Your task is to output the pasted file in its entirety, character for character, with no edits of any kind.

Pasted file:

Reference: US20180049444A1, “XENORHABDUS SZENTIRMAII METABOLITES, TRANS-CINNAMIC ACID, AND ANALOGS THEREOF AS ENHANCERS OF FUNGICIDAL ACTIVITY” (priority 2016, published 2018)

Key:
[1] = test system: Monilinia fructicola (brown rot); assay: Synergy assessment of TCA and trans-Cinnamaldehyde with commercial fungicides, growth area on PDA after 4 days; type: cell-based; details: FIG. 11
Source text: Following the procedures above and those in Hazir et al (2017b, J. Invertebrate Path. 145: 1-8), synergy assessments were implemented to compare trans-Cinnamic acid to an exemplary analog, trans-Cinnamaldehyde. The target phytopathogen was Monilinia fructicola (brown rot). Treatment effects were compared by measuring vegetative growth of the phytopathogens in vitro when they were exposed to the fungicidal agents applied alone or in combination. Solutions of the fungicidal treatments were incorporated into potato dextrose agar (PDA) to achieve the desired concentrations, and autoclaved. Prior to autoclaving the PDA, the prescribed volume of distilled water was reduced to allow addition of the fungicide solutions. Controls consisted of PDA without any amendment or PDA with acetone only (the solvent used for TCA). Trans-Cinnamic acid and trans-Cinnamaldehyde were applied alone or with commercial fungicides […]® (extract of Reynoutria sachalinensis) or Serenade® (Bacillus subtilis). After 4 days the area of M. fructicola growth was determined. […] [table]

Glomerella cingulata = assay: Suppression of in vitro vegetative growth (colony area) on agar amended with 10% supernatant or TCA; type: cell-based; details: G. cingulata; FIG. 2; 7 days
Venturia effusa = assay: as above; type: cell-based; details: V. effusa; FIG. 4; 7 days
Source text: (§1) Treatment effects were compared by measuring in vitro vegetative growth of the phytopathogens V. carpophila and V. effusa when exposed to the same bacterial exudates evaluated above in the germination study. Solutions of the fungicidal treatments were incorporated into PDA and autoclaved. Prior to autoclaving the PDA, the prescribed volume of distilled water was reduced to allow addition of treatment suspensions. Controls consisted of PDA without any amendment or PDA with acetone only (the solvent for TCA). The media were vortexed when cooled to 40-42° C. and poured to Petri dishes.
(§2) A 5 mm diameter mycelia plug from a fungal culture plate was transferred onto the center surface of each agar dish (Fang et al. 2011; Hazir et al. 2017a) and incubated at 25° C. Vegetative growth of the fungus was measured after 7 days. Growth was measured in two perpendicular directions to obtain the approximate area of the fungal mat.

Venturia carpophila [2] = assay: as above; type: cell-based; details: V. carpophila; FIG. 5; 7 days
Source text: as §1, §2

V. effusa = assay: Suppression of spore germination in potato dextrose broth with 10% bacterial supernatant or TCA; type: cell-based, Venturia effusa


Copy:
Reference: US20180049444A1, “XENORHABDUS SZENTIRMAII METABOLITES, TRANS-CINNAMIC ACID, AND ANALOGS THEREOF AS ENHANCERS OF FUNGICIDAL ACTIVITY” (priority 2016, published 2018)

Key:
[1] = test system: Monilinia fructicola (brown rot); assay: Synergy assessment of TCA and trans-Cinnamaldehyde with commercial fungicides, growth area on PDA after 4 days; type: cell-based; details: FIG. 11
Source text: Following the procedures above and those in Hazir et al (2017b, J. Invertebrate Path. 145: 1-8), synergy assessments were implemented to compare trans-Cinnamic acid to an exemplary analog, trans-Cinnamaldehyde. The target phytopathogen was Monilinia fructicola (brown rot). Treatment effects were compared by measuring vegetative growth of the phytopathogens in vitro when they were exposed to the fungicidal agents applied alone or in combination. Solutions of the fungicidal treatments were incorporated into potato dextrose agar (PDA) to achieve the desired concentrations, and autoclaved. Prior to autoclaving the PDA, the prescribed volume of distilled water was reduced to allow addition of the fungicide solutions. Controls consisted of PDA without any amendment or PDA with acetone only (the solvent used for TCA). Trans-Cinnamic acid and trans-Cinnamaldehyde were applied alone or with commercial fungicides […]® (extract of Reynoutria sachalinensis) or Serenade® (Bacillus subtilis). After 4 days the area of M. fructicola growth was determined. […] [table]

Glomerella cingulata = assay: Suppression of in vitro vegetative growth (colony area) on agar amended with 10% supernatant or TCA; type: cell-based; details: G. cingulata; FIG. 2; 7 days
Venturia effusa = assay: as above; type: cell-based; details: V. effusa; FIG. 4; 7 days
Source text: (§1) Treatment effects were compared by measuring in vitro vegetative growth of the phytopathogens V. carpophila and V. effusa when exposed to the same bacterial exudates evaluated above in the germination study. Solutions of the fungicidal treatments were incorporated into PDA and autoclaved. Prior to autoclaving the PDA, the prescribed volume of distilled water was reduced to allow addition of treatment suspensions. Controls consisted of PDA without any amendment or PDA with acetone only (the solvent for TCA). The media were vortexed when cooled to 40-42° C. and poured to Petri dishes.
(§2) A 5 mm diameter mycelia plug from a fungal culture plate was transferred onto the center surface of each agar dish (Fang et al. 2011; Hazir et al. 2017a) and incubated at 25° C. Vegetative growth of the fungus was measured after 7 days. Growth was measured in two perpendicular directions to obtain the approximate area of the fungal mat.

Venturia carpophila [2] = assay: as above; type: cell-based; details: V. carpophila; FIG. 5; 7 days
Source text: as §1, §2

V. effusa = assay: Suppression of spore germination in potato dextrose broth with 10% bacterial supernatant or TCA; type: cell-based, Venturia effusa